Actress and 1956 Theatre Artistic Director Amy-Jane Ollies has released her debut play, Wolf, which was first performed by 1956 Theatre as part of their hugely successful Manchester Rep Season.
Addressing the relationships between family and friends, Wolf looks at the effect of a lack of communication, honesty and lies and how these can cause events to spiral out of control unexpectedly, devastating families and individuals. Set in Manchester following the relegation of Manchester City, it is a realistic portrayal of dysfunctional family life.
A must read for This is England 90, Shameless and The Royle Family fans, Wolf is excellently written by Amy-Jane Ollies, centring around a family torn apart and suffering loss and dysfunction following the arrest of oldest son Carl, as middle child Nick prepares to leave for University and youngest sibling Samantha finds herself isolated and desperate for love and attention. Through twists and turns, lies and occasional betrayal, we watch the family struggle to hold itself together as we start to wonder has wolf been cried once too often.
Wolf contains themes which many will identity with. It is raw and touching, but not without humour. Amy-Jane Ollies has written and produced an excellent piece, which works perfectly on a theatre stage. It is wholly engaging and evokes empathy, sympathy and occasional despair for the characters.
We caught up with author Amy-Jane Ollies to talk about the play, writing and 1956 Theatre.
Congratulations on the release of your excellent début piece, Wolf. How would you describe Wolf to anybody who hasn’t read it or seen the production? What themes does it cover?
Thank you, that’s very kind of you! Wolf, so-named after the famous Aesop’s Fable “The Boy Who Cried…”, is essentially a Northern drama – with grit, humour, heart and emotional upheaval. Set in Manchester, 1998, the play explores the decaying relationships between one family and their significant others. At the heart of the action is the idea that there is a lack of truth within most relationships and as the story unravels the audience sees how these lies work their way through the cracks and up to the surface – with damaging effects. There are many interweaving themes throughout – first love, sibling-rivalry, divorce, adultery, sexuality, coming of age and devastating loss – all explored through anger, tears and laughter.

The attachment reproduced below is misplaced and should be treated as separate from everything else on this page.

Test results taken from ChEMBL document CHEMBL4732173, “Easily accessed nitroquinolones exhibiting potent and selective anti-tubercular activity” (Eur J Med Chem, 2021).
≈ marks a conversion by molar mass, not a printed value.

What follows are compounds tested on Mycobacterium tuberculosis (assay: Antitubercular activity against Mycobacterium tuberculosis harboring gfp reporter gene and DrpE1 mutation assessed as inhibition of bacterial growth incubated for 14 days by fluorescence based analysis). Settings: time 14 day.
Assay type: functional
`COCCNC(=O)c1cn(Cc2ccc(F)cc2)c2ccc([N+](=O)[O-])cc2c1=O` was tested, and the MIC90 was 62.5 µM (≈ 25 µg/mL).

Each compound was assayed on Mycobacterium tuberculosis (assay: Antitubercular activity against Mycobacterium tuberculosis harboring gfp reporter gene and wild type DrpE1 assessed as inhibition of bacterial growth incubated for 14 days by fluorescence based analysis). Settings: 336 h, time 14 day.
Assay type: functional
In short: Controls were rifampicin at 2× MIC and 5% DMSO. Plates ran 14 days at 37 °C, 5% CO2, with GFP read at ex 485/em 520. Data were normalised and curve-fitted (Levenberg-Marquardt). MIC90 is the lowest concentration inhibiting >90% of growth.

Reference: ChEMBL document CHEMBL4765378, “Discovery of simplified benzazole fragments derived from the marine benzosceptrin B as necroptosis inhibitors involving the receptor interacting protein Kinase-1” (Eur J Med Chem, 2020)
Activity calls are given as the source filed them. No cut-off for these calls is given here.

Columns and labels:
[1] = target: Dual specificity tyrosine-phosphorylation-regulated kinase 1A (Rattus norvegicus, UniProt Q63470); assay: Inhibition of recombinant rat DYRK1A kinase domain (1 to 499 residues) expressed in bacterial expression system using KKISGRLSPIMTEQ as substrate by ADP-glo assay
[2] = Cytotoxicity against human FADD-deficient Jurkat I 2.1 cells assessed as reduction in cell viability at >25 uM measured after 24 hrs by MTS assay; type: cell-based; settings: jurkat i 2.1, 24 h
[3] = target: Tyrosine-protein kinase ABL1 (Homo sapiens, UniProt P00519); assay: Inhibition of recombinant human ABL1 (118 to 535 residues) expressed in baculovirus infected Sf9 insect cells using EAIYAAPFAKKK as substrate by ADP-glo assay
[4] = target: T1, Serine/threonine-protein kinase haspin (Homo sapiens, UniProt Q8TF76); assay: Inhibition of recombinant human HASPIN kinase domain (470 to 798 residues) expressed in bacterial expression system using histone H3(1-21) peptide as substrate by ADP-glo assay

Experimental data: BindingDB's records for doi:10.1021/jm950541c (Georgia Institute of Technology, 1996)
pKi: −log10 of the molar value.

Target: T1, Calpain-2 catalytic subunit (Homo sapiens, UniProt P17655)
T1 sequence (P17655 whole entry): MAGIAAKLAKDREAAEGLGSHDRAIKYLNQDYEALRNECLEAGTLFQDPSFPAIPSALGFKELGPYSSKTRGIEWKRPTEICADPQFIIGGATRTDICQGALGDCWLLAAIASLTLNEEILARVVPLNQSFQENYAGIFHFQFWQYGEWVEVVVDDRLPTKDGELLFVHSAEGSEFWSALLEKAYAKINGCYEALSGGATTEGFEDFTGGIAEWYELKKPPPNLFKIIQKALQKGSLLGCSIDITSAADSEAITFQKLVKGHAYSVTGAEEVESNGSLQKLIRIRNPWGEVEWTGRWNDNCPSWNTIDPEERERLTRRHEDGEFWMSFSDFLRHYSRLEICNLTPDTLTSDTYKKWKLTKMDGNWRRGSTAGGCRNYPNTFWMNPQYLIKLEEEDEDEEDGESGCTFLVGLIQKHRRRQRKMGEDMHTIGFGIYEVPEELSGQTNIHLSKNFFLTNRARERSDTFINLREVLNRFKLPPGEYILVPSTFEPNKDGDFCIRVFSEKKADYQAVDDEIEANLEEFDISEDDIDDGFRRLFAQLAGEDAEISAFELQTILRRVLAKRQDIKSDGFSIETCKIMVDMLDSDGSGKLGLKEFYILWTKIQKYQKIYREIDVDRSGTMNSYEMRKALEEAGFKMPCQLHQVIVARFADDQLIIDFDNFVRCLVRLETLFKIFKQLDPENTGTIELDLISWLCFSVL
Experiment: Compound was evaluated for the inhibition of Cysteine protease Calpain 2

Why did you decide to write Wolf?
Writing has long been a passion of mine and, although my laptop is littered with unfinished scenes and untitled projects, I’d never finished a full-length piece before – definitely not one that I’d have been willing to let anyone read – let alone perform to an audience! So, Wolf was something of a personal process for me – a box that I’d long been wanting to tick. My Theatre Company, 1956 Theatre, was producing our first Rep Season – the aim was four plays in four weeks with one cast (we relish a challenge) so I started working my way through old bits and pieces that I’d written – characters, monologues and story ideas until I found some inspiration. I liked the idea of contemporarising an old Fable and “The Boy Who Cried Wolf” was a favourite of mine growing up, I think the moral lends itself well to a contemporary story – this idea that lying to everyone will eventually lead to your own downfall.
What were the inspirations behind the story and characters?
The story and its characters are entirely fictional but I have been influenced by the many ‘characters’ that have coloured my life. Each role, as it should be, is multi-layered because it was important to me that there were no “throw-away” or “supporting roles” as, in life, there are no “supporting” characters – everybody matters and everybody’s personal journey is important to them so I felt strongly that each individual’s story and history should be able to stand alone as well as fit into the story as a whole. Some of the characters, I wrote a long time ago as part of different stories and fitting them all together was like a jigsaw puzzle; making the stories intertwine. Advice you often read is “write what you know” so setting the play in 1998 worked for me, I was a very young teenager then and at the stage in my life when you’re very much aware of everything – music, popular culture – it’s like taking the blinkers off and all of a sudden there’s this world outside of your own family. I felt it was a moment in time that I could most identify with and most accurately capture for the story to be set in.
There any many aspects of the work, and many characters, that people will be able to identify with. Was that a deliberate approach?